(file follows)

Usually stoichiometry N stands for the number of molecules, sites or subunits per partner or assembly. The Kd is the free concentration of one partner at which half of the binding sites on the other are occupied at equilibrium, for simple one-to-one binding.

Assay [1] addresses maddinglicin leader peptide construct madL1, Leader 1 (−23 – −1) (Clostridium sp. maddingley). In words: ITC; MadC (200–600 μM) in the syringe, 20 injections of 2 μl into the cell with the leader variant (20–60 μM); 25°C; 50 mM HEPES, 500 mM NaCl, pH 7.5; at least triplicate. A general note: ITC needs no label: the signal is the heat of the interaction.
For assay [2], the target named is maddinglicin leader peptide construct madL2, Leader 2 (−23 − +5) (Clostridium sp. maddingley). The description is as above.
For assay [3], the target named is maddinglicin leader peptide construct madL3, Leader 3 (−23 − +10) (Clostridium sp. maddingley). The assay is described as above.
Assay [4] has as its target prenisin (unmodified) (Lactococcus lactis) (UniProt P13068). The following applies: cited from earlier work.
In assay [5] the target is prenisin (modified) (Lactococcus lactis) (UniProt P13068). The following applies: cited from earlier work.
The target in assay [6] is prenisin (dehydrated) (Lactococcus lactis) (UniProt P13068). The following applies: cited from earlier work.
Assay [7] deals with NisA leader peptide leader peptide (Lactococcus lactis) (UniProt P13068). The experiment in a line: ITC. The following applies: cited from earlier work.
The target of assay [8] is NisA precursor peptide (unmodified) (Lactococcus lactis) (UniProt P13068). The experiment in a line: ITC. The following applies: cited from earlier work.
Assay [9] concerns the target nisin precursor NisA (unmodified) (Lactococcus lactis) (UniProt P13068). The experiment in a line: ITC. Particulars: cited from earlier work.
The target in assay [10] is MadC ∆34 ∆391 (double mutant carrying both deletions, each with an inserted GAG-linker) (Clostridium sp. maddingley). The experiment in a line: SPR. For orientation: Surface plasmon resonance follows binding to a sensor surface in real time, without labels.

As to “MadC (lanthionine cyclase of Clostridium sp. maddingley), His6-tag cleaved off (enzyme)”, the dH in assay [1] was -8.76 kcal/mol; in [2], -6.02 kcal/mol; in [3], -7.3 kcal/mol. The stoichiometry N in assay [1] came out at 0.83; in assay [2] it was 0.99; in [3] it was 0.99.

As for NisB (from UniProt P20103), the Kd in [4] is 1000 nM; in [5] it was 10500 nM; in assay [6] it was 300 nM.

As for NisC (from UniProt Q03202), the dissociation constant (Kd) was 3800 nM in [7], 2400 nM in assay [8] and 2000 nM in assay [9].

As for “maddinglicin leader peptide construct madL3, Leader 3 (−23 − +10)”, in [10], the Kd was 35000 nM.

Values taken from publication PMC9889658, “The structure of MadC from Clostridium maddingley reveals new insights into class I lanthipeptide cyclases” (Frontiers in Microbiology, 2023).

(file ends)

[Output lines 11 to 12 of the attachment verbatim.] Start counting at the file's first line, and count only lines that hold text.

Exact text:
The target in assay [10] is MadC ∆34 ∆391 (double mutant carrying both deletions, each with an inserted GAG-linker) (Clostridium sp. maddingley). The experiment in a line: SPR. For orientation: Surface plasmon resonance follows binding to a sensor surface in real time, without labels.

As to “MadC (lanthionine cyclase of Clostridium sp. maddingley), His6-tag cleaved off (enzyme)”, the dH in assay [1] was -8.76 kcal/mol; in [2], -6.02 kcal/mol; in [3], -7.3 kcal/mol. The stoichiometry N in assay [1] came out at 0.83; in assay [2] it was 0.99; in [3] it was 0.99.